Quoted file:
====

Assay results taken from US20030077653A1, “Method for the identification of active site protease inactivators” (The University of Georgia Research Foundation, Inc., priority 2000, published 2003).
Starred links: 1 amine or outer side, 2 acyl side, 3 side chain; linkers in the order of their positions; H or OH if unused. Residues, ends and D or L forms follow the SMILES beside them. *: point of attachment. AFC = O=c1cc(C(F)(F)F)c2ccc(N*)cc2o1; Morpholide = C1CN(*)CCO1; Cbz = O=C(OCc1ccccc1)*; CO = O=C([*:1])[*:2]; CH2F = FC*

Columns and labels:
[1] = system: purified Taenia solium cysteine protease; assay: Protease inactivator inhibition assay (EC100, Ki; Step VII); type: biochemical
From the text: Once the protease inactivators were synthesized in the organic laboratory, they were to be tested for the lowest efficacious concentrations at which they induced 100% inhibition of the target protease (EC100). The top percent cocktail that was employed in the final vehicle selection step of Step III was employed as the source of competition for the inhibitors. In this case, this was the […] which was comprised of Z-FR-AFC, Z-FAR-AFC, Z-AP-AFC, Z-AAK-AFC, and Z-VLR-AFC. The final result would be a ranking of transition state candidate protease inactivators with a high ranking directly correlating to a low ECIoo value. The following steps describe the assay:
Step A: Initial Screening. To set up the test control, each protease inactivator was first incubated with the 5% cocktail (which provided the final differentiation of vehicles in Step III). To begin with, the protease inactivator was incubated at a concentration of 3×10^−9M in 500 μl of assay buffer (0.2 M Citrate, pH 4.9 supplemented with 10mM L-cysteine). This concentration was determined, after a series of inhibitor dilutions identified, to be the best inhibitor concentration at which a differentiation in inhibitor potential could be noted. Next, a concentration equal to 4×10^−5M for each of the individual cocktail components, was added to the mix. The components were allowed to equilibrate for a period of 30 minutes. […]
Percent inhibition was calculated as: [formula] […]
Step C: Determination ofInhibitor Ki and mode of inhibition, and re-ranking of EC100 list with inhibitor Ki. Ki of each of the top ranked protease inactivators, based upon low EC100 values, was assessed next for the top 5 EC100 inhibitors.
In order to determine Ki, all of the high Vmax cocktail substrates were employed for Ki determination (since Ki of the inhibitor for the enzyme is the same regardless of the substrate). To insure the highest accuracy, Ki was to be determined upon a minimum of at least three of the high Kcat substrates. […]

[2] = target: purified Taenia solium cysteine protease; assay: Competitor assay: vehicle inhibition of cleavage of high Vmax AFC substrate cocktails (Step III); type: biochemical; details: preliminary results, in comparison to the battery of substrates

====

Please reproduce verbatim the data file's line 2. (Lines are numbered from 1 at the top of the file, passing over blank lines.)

Starred links: 1 amine or outer side, 2 acyl side, 3 side chain; linkers in the order of their positions; H or OH if unused. Residues, ends and D or L forms follow the SMILES beside them. *: point of attachment. AFC = O=c1cc(C(F)(F)F)c2ccc(N*)cc2o1; Morpholide = C1CN(*)CCO1; Cbz = O=C(OCc1ccccc1)*; CO = O=C([*:1])[*:2]; CH2F = FC*